With Russia planting its flag 14,000 feet under the North Pole yesterday, oil and gas exploration and conflict over territorial rights in the vast Arctic ocean basin is just beginning.
“The Arctic is one of the last frontiers, representing about 25 percent of the last unexplored potential oil and gas reserves in the world,” says Michael Byers, Canada research chair in Global Politics and International Law at the University of British Columbia
Sovereignty Claims Revived in the Arctic
By Stephen Leahy
(Originally published in 2006)
TORONTO, Apr 22 (Tierramérica) – An expedition is under way to help Canada and Denmark prove their sovereignty over certain areas of this frozen region, and its potential sources of petroleum and natural gas.
Canada and Denmark launched a joint expedition in early April to map the floor of the Arctic Ocean and help the two countries prove their claims of sovereignty over areas potentially rich in petroleum and natural gas.
As the months-long winter darkness lifts in Canada’s vast Arctic region, helicopters and airplanes are busy ferrying scientists and seismic survey equipment from the two countries for this project costing 50 to 60 million dollars.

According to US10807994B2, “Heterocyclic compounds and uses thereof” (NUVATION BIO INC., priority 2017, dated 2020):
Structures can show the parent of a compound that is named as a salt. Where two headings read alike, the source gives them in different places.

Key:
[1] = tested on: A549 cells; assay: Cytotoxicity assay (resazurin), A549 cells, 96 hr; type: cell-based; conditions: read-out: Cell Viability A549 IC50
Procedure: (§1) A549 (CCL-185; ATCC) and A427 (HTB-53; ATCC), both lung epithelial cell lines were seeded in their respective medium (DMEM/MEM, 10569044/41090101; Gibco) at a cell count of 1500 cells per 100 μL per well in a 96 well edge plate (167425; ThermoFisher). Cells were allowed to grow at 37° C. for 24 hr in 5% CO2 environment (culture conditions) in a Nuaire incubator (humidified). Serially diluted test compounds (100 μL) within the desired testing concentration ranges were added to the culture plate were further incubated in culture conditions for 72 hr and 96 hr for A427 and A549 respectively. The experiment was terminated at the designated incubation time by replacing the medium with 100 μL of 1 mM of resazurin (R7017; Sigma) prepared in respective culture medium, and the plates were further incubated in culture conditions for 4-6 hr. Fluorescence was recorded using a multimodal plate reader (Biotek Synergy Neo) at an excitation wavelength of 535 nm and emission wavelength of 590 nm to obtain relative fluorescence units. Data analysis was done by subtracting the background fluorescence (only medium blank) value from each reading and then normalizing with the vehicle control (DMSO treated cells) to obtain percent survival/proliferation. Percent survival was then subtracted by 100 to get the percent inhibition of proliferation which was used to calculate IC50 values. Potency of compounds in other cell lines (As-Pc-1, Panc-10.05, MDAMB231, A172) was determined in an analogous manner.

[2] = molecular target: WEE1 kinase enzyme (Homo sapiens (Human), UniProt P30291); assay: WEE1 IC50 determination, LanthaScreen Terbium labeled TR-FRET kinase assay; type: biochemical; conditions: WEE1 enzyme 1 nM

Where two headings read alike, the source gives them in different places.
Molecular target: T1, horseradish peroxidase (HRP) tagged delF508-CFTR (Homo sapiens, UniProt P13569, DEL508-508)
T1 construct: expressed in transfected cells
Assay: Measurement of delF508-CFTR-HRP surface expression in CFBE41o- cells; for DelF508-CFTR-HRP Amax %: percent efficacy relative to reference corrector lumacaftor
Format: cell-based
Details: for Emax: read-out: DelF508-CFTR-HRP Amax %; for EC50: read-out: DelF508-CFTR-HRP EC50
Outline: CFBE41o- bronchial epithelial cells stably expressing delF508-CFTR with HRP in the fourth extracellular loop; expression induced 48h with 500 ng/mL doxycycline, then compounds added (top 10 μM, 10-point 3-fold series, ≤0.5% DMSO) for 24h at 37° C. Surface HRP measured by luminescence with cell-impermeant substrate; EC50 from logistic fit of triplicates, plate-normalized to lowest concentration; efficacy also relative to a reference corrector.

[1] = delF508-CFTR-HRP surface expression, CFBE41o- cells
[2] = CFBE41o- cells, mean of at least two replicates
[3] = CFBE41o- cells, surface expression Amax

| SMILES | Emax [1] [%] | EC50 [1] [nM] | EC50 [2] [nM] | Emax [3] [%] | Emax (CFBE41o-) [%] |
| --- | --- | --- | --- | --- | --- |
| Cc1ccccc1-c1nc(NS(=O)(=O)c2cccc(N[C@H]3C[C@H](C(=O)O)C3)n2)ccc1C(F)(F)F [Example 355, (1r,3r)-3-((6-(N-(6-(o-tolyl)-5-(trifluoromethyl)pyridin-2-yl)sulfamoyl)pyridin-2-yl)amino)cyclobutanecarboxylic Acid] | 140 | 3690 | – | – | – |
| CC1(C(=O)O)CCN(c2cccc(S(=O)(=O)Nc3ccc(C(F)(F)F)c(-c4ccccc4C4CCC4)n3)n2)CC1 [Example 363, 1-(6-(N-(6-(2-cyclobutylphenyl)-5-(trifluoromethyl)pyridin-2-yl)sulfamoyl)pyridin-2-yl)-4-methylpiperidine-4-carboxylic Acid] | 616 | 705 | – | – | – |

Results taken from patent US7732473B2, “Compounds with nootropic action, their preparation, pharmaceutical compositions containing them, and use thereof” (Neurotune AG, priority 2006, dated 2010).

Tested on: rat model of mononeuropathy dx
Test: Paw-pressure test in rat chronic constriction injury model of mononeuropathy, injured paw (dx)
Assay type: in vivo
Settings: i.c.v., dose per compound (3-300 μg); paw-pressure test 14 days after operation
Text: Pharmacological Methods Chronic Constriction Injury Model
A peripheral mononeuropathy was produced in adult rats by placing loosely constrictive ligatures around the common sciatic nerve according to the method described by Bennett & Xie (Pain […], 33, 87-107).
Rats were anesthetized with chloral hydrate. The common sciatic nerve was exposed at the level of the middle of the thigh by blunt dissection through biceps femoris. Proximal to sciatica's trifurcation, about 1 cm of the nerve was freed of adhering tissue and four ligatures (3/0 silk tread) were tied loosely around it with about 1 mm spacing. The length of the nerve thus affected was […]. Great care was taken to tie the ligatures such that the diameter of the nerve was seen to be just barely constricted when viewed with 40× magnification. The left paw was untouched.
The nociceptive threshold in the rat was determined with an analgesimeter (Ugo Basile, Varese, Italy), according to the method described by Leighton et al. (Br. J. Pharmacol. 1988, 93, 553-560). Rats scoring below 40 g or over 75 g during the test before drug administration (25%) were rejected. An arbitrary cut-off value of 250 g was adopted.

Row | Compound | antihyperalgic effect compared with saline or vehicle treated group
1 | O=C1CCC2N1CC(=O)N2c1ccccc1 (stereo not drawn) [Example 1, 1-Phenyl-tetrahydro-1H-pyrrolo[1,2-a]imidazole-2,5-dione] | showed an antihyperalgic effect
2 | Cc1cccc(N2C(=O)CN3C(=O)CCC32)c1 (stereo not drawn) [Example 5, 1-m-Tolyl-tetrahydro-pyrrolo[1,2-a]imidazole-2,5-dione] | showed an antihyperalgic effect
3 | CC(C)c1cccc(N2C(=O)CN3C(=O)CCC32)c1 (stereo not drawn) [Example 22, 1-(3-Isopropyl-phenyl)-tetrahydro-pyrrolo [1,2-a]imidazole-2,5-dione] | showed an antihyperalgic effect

No one knows where Canada ends. Its northern boundary has never been mapped because it’s covered year round in a blanket of ice five to 10 meters thick.
Although located in Northern Europe, Denmark still considers Greenland, the world’s largest island that lies a few dozen kilometers from Canada’s Arctic islands, as Danish territory.
The expedition is a unique, cooperative effort, even though the two countries have overlapping territorial claims,” said Rob Huebert, a professor at the Arctic Institute of North America, located at the University of Calgary in Alberta, Canada.
By working together, Canada and Denmark can share the costs and agree on the science,” Huebert told Tierramérica.
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